Once the discipline is inflicted, you are not finished. It is time for the all-important follow-up time. Now is a very important moment in your relationship with your child. Don’t allow him to run off crying or to run off at all. There are several things you should aim to do at this time, once his crying has subsided.


1) Seek a confession of sin from the child (if it was not made before the spanking) and have him ask for forgiveness. This casts the whole event in its proper light and keeps the focus on the godly motive for discipline.


2) Express forgiveness and love for the child. Comfort him and hold him close. Remember that you disciplined him because you love him, not because you hate him (Heb. 12:6). You should assure him verbally of your love.


3) Pray for the child. Ask the Lord to forgive him and to work obedience in his heart. It would be good if the child were able and willing to pray, but this is not necessary. The parent can intercede on his behalf at this time.


4) Plan restitution. The Bible makes it clear that when a wrong is done to another person the offender ought to pay back the person wronged (e.g., Exod. 22:5). If there was someone hurt by his actions, a child ought to be required to ask forgiveness of that person. If property was damaged, it ought to be replaced, with more beside. If the injury was intangible, perhaps a hurtful word, the child could be required to perform some acts of service on behalf of the offended. Parents should be creative to consider if there is some way to make restitution. This teaches a valuable lesson about the cost of sin. When all this is done, it is time to dismiss the child, perhaps with a final hug.




One final question that may arise: For what age child is discipline with the rod appropriate? The simple answer is, At whatever age he evidences foolish (rebellious) behavior. There is no age too young nor too old. Now practically, when a child is very young it may be hard to discern when a certain behavior is a lack of submission. Nor does it seem appropriate to take a nine month old across your lap and wale away on his naked legs with a rod. On the other hand, there are times when it is clear that the infant is not getting what he wants, so he screams in protest. This is a form of revolt that should be nipped in the proverbial bud. A moderate stroke or two to the legs with a firm, No, seems proportional to the offense. Those who wait until a child is two or three to start spanking may are definitely waiting too long. The child’s will evidences itself well before that and ought to be dealt with at is earliest manifestations. The word “promptly” in Proverbs 13:24 may best be translated “early,” which would give this rendering: “He who spares his rod hates his son, but he who love him disciplines him early.” It’s never too early for loving chastisement.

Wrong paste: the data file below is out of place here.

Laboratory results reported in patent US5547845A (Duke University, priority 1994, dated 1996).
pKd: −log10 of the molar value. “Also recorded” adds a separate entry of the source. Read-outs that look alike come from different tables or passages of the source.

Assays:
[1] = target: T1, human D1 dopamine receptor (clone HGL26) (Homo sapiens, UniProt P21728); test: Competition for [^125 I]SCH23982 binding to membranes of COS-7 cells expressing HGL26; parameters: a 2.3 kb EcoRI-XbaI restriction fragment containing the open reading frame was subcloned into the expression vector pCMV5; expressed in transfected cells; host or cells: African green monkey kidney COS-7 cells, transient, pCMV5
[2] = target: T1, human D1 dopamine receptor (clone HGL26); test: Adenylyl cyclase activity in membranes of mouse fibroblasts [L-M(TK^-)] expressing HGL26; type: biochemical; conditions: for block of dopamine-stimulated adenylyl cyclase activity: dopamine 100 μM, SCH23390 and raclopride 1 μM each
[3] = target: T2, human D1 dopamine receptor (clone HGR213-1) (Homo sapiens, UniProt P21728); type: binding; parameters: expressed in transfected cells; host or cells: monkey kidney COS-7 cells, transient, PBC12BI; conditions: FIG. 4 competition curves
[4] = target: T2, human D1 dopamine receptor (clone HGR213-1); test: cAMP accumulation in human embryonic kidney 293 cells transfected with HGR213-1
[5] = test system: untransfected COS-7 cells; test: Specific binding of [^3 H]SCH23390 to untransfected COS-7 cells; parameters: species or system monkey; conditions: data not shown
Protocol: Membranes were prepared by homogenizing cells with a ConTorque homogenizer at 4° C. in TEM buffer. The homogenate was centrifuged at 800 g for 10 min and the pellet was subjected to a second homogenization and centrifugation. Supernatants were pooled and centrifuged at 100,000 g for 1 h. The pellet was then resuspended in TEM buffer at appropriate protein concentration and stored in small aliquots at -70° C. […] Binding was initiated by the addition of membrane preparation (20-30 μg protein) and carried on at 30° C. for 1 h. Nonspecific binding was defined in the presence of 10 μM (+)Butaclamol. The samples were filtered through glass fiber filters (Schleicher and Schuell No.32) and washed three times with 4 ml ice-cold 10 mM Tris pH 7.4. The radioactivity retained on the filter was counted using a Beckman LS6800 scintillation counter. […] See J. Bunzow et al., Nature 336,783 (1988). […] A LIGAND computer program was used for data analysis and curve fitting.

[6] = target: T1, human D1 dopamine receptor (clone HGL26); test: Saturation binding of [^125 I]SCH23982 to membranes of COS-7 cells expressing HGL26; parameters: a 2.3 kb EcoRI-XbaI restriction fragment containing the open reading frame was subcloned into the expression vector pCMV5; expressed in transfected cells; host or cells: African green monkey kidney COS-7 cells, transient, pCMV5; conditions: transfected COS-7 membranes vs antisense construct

Nor is it ever too late. There is nothing in the Bible to suggest that once a child grows to a certain age or size he is immune to this form of punishment. Proverbs makes no such distinctions. The fool of any age deserves stripes on his back for his willful disobedience (19:29). This might even be an appropriate form of discipline for the civil government to use against fools who disturb the peace and order of the community. But certainly it is always appropriate within the family. Of course there is a serious problem if a 16 year old does something that marks him a fool, thus calling for the rod. If the punishment has been used consistently through the years, it is hard to imagine it would still be necessary at that age. If it has not been consistently used, it may not be effective once the child is that old. We are reminded of Eli’s sons with whom we began this study. They needed restraint, but how do you restrain someone who is grown and who still has foolishness bound up in this heart? Once again we come to the conclusion that it is absolutely vital to begin the process early and thus avoid the prospect of trying to tame the will of an almost-grown child.